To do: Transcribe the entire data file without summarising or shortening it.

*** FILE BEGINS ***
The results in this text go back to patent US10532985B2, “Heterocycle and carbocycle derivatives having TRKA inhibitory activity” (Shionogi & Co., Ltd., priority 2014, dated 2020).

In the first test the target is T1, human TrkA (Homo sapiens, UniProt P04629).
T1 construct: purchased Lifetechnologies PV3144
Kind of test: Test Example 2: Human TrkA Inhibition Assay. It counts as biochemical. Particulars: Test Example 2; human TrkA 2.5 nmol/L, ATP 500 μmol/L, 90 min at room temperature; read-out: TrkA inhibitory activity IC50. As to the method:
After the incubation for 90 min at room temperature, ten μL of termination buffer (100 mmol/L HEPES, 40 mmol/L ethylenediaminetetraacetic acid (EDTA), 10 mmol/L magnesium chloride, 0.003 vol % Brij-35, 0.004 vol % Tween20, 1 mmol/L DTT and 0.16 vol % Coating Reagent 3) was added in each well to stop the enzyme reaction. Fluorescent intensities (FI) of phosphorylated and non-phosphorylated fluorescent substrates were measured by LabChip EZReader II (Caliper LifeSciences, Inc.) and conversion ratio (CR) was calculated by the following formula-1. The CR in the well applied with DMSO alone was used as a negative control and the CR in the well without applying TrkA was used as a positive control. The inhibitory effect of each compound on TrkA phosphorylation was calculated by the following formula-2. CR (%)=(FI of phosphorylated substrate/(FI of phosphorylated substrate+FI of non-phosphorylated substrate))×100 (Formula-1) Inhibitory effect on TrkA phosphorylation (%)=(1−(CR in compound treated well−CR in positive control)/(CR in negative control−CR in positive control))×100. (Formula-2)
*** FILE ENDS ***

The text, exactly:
The results in this text go back to patent US10532985B2, “Heterocycle and carbocycle derivatives having TRKA inhibitory activity” (Shionogi & Co., Ltd., priority 2014, dated 2020).

In the first test the target is T1, human TrkA (Homo sapiens, UniProt P04629).
T1 construct: purchased Lifetechnologies PV3144
Kind of test: Test Example 2: Human TrkA Inhibition Assay. It counts as biochemical. Particulars: Test Example 2; human TrkA 2.5 nmol/L, ATP 500 μmol/L, 90 min at room temperature; read-out: TrkA inhibitory activity IC50. As to the method:
After the incubation for 90 min at room temperature, ten μL of termination buffer (100 mmol/L HEPES, 40 mmol/L ethylenediaminetetraacetic acid (EDTA), 10 mmol/L magnesium chloride, 0.003 vol % Brij-35, 0.004 vol % Tween20, 1 mmol/L DTT and 0.16 vol % Coating Reagent 3) was added in each well to stop the enzyme reaction. Fluorescent intensities (FI) of phosphorylated and non-phosphorylated fluorescent substrates were measured by LabChip EZReader II (Caliper LifeSciences, Inc.) and conversion ratio (CR) was calculated by the following formula-1. The CR in the well applied with DMSO alone was used as a negative control and the CR in the well without applying TrkA was used as a positive control. The inhibitory effect of each compound on TrkA phosphorylation was calculated by the following formula-2. CR (%)=(FI of phosphorylated substrate/(FI of phosphorylated substrate+FI of non-phosphorylated substrate))×100 (Formula-1) Inhibitory effect on TrkA phosphorylation (%)=(1−(CR in compound treated well−CR in positive control)/(CR in negative control−CR in positive control))×100. (Formula-2)